Town Council held their regular meeting on Wednesday, May 18.
The town of Carlyle has been designated as eligible for the Provincial Disaster Assistance Program. Letters were to be mailed out to Carlyle community members on May 20. "The program provides financial assistance in specific circumstances where there has been a natural disaster such as flooding, tornados, plow winds, and severe weather. The program provides assistance to eligible claimants in a municipality that has been designated, as a result of substantial loss or damage caused by a natural disaster to uninsurable, essential property." The program requires an application from the municipality affected in order for residents to be eligible. The Town of Carlyle applied for this program due to the damage created by spring run-off. The town is also looking at applying for program assistance as a result of damage resulting from the blizzard storm that took place during the last weekend in April.
An information session for property owners was held on May 26. The purpose of the meeting was to provide program criteria to those individuals that may have experienced uninsurable loss from the natural disaster. A claims centre was held May 27, at the Royal Canadian Legion (318 Main Street) in Lampman. Staff were available to assist ratepayers with applications and to answer questions.
Council is continuing to address issues related to the spring runoff in Carlyle. The manhole on Carlyle Avenue continues to be pumped twice a day. After discussions, it was determined that action was required to ensure the manhole was covered when the sewer was not being pumped. This safety hazard was of concern to Council, and a request was sent to the individuals hired for the pumping.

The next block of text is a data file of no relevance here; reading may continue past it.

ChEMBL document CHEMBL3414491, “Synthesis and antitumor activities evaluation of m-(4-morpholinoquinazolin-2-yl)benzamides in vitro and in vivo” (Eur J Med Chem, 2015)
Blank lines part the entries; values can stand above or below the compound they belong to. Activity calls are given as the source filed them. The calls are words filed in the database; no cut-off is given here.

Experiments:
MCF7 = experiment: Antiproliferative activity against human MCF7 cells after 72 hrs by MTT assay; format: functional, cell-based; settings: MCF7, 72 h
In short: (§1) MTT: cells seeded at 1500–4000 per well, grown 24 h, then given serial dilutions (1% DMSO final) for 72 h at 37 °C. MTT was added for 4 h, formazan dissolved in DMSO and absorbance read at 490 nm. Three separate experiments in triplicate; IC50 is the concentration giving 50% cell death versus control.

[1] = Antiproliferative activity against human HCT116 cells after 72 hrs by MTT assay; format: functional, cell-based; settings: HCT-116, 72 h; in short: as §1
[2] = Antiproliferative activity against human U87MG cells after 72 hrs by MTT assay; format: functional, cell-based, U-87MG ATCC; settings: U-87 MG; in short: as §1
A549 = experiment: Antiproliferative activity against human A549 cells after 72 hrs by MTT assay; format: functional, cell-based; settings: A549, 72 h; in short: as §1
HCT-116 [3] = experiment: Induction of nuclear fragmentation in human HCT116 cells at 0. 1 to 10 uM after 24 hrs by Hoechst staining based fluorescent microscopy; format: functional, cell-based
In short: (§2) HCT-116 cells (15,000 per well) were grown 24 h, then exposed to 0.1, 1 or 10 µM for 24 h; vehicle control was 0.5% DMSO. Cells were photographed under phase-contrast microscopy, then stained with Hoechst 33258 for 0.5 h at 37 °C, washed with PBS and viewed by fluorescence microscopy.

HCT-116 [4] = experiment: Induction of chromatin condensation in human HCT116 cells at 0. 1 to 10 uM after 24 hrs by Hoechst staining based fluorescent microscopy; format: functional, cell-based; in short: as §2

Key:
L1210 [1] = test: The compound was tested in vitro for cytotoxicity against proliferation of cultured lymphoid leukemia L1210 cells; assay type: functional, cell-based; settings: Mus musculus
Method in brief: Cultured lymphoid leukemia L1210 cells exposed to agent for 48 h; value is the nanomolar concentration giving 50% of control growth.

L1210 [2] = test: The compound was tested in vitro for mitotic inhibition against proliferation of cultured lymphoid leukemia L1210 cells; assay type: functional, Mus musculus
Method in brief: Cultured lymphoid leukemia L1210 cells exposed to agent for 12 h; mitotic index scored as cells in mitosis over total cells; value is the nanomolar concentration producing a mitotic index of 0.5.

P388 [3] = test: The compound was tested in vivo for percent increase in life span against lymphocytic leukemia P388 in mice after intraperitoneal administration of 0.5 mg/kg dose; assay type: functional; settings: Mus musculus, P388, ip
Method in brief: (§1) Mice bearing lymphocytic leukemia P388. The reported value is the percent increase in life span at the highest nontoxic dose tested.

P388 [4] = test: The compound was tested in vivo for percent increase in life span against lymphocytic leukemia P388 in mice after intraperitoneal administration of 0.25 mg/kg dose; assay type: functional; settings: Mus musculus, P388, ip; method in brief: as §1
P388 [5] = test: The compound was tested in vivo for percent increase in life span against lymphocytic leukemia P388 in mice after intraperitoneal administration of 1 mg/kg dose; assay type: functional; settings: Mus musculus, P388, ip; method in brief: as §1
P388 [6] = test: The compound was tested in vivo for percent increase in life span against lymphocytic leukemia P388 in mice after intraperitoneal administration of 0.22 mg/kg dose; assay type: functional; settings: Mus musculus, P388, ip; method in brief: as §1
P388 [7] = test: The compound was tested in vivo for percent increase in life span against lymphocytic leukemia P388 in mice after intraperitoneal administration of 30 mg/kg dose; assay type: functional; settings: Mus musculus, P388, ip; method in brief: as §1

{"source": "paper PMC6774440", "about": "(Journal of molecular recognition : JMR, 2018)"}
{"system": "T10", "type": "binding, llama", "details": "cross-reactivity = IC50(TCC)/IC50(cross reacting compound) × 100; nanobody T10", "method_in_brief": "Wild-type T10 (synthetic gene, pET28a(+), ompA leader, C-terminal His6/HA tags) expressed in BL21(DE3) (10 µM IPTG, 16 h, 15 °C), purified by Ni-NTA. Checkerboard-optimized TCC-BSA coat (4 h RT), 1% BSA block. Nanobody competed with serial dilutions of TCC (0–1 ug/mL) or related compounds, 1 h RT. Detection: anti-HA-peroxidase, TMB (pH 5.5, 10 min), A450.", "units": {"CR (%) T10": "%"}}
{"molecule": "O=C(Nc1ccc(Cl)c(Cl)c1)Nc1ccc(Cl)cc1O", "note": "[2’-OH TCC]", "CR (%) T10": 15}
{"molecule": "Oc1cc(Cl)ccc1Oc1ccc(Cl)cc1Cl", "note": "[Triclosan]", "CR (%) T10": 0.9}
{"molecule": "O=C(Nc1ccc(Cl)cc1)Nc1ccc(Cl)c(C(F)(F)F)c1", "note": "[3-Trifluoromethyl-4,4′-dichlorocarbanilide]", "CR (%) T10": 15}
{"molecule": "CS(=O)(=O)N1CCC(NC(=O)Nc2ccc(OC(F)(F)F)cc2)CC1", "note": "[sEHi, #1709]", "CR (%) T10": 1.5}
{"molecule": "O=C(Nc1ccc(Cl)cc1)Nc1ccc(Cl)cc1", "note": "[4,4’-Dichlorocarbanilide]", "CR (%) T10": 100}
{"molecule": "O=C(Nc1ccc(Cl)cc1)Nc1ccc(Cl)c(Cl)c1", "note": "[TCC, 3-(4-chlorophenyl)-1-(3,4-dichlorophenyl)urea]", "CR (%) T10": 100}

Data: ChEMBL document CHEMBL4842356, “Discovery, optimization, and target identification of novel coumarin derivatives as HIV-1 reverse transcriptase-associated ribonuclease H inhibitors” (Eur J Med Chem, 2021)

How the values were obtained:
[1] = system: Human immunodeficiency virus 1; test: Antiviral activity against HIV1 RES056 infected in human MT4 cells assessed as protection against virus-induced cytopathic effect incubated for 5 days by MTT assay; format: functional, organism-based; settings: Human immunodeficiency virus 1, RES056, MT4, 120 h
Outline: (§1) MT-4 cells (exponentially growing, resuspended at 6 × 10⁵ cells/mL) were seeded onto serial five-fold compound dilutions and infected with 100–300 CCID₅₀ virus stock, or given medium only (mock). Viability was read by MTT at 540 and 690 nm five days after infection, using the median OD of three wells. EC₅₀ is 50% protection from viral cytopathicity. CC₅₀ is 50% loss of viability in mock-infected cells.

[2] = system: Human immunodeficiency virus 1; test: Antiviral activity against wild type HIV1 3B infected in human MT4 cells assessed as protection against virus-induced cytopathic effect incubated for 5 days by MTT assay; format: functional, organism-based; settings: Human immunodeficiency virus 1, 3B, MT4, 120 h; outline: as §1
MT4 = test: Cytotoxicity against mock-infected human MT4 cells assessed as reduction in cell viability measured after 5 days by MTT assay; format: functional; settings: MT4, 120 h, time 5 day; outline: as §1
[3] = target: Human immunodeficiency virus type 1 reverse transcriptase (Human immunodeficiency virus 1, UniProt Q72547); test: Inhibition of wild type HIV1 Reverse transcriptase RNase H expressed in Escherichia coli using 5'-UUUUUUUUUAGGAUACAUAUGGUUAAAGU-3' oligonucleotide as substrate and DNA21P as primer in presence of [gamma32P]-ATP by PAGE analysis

Discussions regarding the streets in Carlyle also occurred. Town workers have been asked to compile a list of streets that require repair. The town has gravel ordered to place in some of the locations. Further discussion on whether this was the year to fix the streets took place. This questioning stems from the wetness of the subsurface. Council continues to discuss its options.
Council is attempting to divert sewage of the Carlyle Avenue trunk directly to the lagoon to relieve the existing system and sewage works. Letters have been sent out to those taxpayers that would be affected.
Representatives from Red Coat Waste Authority were on hand to talk about the landfill. Due to new landfill regulations coming into effect in the fall, there was discussion as to what would be done with the current site. If there is no one interested in the landfill, Red Coat Waste Authority will decommission the site. The council will be making a final decision on this and forwarding it to the authority.
The town has received a grant of $500 for the Boogie Fest fireworks.
Numerous discussions focused on the town's phase three development. The talk particially stems from the fact that recreational groups are outgrowing the available area in Lions Park. Discussion regarding the future development of ball diamonds took place. Council will collaborate with the Minor Ball organization to determine what is required for this.
The City of Weyburn sent a letter regarding a workshop being held on regional collaboration. One council member and the mayor will be in attendance.
G.F.K. High School will hold its graduation on June 18. Someone from the council will be on hand to present the scholarship. The $500 scholarship is granted to a student that shows volunteerism and community spirit. The recipient of this award is selected by personnel at G.F.K.
The town has not received an official date for the completion of the Water Treatment Plant. That being said, a tentative date for the ribbon-cutting ceremony has been decided upon as July 15. Council is hopeful that the work will be completed by this date.